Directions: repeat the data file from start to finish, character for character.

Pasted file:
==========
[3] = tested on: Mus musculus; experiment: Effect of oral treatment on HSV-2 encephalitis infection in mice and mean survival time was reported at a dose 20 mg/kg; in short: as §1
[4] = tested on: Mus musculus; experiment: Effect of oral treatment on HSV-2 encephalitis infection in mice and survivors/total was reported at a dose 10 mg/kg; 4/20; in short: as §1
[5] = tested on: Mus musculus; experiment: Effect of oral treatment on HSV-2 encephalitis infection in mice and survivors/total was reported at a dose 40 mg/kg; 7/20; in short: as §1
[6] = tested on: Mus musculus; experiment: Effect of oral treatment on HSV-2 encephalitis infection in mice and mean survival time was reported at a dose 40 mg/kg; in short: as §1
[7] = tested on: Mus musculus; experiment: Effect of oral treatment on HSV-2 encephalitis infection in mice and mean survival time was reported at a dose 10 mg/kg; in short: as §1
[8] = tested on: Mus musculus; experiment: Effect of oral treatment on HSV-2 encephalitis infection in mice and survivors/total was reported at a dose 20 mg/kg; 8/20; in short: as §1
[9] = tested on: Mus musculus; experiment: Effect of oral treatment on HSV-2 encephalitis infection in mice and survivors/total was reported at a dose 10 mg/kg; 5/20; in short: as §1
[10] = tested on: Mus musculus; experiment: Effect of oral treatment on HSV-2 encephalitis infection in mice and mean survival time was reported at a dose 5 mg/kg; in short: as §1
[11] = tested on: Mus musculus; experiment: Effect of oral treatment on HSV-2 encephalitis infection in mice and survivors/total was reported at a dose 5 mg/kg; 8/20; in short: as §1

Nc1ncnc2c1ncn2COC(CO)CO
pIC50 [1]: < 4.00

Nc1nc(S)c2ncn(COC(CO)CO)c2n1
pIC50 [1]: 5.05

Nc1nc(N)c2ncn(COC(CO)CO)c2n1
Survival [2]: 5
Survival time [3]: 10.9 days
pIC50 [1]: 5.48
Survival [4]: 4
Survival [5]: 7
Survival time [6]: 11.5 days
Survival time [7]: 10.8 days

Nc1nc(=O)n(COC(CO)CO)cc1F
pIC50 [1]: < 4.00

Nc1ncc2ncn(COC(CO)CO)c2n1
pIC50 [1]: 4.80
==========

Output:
[3] = tested on: Mus musculus; experiment: Effect of oral treatment on HSV-2 encephalitis infection in mice and mean survival time was reported at a dose 20 mg/kg; in short: as §1
[4] = tested on: Mus musculus; experiment: Effect of oral treatment on HSV-2 encephalitis infection in mice and survivors/total was reported at a dose 10 mg/kg; 4/20; in short: as §1
[5] = tested on: Mus musculus; experiment: Effect of oral treatment on HSV-2 encephalitis infection in mice and survivors/total was reported at a dose 40 mg/kg; 7/20; in short: as §1
[6] = tested on: Mus musculus; experiment: Effect of oral treatment on HSV-2 encephalitis infection in mice and mean survival time was reported at a dose 40 mg/kg; in short: as §1
[7] = tested on: Mus musculus; experiment: Effect of oral treatment on HSV-2 encephalitis infection in mice and mean survival time was reported at a dose 10 mg/kg; in short: as §1
[8] = tested on: Mus musculus; experiment: Effect of oral treatment on HSV-2 encephalitis infection in mice and survivors/total was reported at a dose 20 mg/kg; 8/20; in short: as §1
[9] = tested on: Mus musculus; experiment: Effect of oral treatment on HSV-2 encephalitis infection in mice and survivors/total was reported at a dose 10 mg/kg; 5/20; in short: as §1
[10] = tested on: Mus musculus; experiment: Effect of oral treatment on HSV-2 encephalitis infection in mice and mean survival time was reported at a dose 5 mg/kg; in short: as §1
[11] = tested on: Mus musculus; experiment: Effect of oral treatment on HSV-2 encephalitis infection in mice and survivors/total was reported at a dose 5 mg/kg; 8/20; in short: as §1

Nc1ncnc2c1ncn2COC(CO)CO
pIC50 [1]: < 4.00

Nc1nc(S)c2ncn(COC(CO)CO)c2n1
pIC50 [1]: 5.05

Nc1nc(N)c2ncn(COC(CO)CO)c2n1
Survival [2]: 5
Survival time [3]: 10.9 days
pIC50 [1]: 5.48
Survival [4]: 4
Survival [5]: 7
Survival time [6]: 11.5 days
Survival time [7]: 10.8 days

Nc1nc(=O)n(COC(CO)CO)cc1F
pIC50 [1]: < 4.00

Nc1ncc2ncn(COC(CO)CO)c2n1
pIC50 [1]: 4.80